"Any recent college graduate knows that it is impossible to go to school without government funds!"

These words summarize the views of college students heard in several recent interactions related to a decision by Gov. Jennifer Granholm to eliminate the $140 million state "Promise Scholarship" as a budget-cutting measure.

The program was the latest version of one created by Gov. John Engler in 1997 using revenue from the tobacco lawsuit settlement. The program awarded $4,000 to high school students who achieve a proficient score on the Michigan Merit Exam and then maintain a 2.5 GPA in their first two years at a Michigan college.  Needless to say, the outcry was swift. (It's basically summarized as follows: "Gov. Granholm hates children").

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Are these college students right? Is it impossible for young people from middle class families to attend college without government money? It's not easy, but several examples demonstrate that it is not impossible.

For example Grove City College in Pennsylvania (my alma mater, in the spirit of full disclosure) and Michigan's own Hillsdale College are two schools that accept no government financial aid whatsoever. In fact, students who attend them are not allowed to even get student loans from the state or federal governments, because doing so would subject the schools to a plethora of regulations and mandates to which they object. Instead, the schools provide private loans to students through a partnership with a private bank. Despite the lack of government backing, GCC's combined annual tuition and room and board is under $20,000 — relatively modest by current (inflated) standards, and average tuitions at both schools have risen much more slowly than the vast majority of state universities.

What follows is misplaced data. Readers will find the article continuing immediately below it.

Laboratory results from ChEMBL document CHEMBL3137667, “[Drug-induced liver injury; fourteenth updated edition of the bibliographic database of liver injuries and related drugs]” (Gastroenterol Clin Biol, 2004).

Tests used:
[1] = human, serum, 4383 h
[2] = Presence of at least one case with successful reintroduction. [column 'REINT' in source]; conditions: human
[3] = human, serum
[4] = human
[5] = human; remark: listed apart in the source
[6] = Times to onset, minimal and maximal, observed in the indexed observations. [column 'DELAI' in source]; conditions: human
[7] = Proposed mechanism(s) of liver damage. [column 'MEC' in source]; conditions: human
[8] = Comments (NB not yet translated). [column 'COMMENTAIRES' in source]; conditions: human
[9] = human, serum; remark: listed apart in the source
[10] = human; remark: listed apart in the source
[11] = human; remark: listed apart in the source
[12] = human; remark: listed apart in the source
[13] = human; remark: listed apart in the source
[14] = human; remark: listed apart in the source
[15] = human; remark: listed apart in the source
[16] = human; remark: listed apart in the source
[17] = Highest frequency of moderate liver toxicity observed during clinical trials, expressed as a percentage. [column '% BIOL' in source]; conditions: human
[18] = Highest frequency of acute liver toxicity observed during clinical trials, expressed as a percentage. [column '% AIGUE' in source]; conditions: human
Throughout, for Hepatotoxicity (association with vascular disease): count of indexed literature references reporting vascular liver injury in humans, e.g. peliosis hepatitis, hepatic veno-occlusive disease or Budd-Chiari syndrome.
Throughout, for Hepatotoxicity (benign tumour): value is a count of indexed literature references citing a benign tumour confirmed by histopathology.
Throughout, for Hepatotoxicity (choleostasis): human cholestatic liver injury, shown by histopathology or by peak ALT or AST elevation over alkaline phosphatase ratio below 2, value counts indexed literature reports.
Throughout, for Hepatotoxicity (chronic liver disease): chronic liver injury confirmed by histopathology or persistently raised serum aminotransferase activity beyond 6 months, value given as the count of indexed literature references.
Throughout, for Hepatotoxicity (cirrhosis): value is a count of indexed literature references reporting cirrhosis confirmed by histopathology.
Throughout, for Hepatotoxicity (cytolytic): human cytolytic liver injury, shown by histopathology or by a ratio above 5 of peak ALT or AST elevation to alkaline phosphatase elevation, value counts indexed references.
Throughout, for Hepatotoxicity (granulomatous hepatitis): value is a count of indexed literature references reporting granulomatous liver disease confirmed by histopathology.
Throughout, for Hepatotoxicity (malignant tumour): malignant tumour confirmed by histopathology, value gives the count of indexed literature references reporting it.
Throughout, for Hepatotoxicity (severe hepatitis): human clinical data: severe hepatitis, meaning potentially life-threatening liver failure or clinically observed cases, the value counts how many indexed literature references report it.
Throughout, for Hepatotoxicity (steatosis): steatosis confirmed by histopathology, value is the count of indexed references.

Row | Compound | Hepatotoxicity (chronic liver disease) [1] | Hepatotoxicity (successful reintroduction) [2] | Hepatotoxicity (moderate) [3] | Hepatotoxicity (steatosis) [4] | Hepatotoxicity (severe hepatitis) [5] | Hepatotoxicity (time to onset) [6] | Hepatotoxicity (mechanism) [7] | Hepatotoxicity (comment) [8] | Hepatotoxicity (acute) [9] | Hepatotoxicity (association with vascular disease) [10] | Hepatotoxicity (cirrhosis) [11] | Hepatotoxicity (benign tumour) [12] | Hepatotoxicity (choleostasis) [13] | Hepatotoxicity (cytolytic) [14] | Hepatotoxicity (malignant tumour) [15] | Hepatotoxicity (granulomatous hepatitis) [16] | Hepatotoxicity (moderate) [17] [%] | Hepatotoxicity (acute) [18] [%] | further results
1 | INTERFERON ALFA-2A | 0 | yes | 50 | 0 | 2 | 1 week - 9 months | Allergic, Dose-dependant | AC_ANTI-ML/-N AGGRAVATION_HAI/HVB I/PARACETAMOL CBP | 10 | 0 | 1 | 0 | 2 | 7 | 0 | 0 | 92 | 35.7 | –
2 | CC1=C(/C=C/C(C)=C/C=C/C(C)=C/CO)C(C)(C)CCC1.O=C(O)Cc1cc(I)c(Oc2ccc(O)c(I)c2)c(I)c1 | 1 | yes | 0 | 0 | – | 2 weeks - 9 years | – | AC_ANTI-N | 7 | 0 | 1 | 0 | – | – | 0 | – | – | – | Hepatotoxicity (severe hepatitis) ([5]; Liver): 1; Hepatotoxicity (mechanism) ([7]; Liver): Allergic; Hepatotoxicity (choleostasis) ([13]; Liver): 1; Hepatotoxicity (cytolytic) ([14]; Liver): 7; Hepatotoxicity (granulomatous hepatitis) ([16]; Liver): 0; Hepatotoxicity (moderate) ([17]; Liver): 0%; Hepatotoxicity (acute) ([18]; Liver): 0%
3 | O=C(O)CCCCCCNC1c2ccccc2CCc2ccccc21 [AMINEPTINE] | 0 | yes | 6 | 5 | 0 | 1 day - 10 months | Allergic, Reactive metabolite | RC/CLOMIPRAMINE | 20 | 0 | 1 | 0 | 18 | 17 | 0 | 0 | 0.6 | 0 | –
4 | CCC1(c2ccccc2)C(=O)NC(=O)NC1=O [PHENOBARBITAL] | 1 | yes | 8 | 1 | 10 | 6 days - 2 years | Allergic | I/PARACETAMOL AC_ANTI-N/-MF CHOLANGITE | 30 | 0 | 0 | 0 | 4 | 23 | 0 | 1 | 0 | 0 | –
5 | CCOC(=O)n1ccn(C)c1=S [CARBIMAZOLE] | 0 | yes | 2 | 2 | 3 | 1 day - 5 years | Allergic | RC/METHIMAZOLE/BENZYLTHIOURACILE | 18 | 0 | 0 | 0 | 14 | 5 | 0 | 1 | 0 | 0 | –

Studies have shown that government increases in government higher education funding and aid paradoxically often lead to increases in costs charged to students. Michael Van Beek, our director of education policy, explains regarding the scholarship, "It is no coincidence that, as these tuition assistance programs have grown over the last decade, tuition costs have skyrocketed."

Clearly many middle-class and lower income students need aid to school, but the two private colleges discussed here meet this need through private funding.

It is unlikely that government funding will be cut out of higher education anytime soon, which means the cost will likely continue to increase well beyond the rate of inflation.

Perhaps more of that funding should be directed towards economics classes.


Jarrett Skorup is the research associate for online engagement for Michigan Capitol Confidential at the Mackinac Center for Public Policy, a research and educational institute headquartered in Midland, Mich. Permission to reprint in whole or in part is hereby granted, provided that the author and the Center are properly cited.